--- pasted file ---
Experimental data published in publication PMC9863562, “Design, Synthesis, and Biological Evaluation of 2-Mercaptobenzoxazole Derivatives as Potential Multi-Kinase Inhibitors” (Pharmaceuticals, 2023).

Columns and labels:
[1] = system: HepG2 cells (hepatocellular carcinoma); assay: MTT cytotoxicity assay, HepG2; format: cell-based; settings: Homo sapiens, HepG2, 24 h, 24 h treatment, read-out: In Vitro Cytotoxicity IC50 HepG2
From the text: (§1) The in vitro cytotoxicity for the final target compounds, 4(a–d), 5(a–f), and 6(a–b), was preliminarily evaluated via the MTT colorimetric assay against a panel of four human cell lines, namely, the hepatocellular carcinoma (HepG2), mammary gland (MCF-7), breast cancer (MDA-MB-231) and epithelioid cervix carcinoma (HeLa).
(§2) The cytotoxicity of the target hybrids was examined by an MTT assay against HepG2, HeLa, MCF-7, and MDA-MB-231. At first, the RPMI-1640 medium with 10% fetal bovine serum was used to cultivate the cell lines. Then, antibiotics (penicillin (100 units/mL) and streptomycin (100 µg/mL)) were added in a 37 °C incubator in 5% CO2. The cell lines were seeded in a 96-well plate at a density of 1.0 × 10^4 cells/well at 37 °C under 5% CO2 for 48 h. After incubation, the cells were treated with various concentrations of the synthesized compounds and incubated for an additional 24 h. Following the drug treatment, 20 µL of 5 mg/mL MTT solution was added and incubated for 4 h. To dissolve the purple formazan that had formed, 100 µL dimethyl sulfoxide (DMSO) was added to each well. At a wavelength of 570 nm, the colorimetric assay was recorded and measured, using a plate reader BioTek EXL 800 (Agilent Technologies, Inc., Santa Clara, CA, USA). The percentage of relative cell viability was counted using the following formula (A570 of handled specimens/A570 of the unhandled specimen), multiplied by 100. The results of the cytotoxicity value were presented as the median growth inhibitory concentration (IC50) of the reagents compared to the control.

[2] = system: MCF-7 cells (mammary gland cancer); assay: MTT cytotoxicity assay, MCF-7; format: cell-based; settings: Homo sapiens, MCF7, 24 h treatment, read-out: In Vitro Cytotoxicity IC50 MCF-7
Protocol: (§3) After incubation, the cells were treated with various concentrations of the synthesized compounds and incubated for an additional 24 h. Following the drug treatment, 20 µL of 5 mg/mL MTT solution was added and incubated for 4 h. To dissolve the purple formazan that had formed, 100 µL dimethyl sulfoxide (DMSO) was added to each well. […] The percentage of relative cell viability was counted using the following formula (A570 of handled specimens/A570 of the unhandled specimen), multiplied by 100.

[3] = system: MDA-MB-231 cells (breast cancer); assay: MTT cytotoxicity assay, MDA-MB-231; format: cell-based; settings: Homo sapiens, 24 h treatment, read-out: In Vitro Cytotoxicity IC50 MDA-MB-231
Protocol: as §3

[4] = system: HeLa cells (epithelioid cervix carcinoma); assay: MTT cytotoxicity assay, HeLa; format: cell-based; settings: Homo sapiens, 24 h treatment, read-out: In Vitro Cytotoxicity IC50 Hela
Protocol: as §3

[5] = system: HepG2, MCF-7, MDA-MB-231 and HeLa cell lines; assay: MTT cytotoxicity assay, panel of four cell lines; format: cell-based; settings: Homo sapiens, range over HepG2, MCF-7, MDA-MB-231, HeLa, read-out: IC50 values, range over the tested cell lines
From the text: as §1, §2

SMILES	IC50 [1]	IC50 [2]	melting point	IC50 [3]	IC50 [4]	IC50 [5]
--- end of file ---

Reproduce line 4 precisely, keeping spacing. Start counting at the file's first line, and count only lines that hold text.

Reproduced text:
From the text: (§1) The in vitro cytotoxicity for the final target compounds, 4(a–d), 5(a–f), and 6(a–b), was preliminarily evaluated via the MTT colorimetric assay against a panel of four human cell lines, namely, the hepatocellular carcinoma (HepG2), mammary gland (MCF-7), breast cancer (MDA-MB-231) and epithelioid cervix carcinoma (HeLa).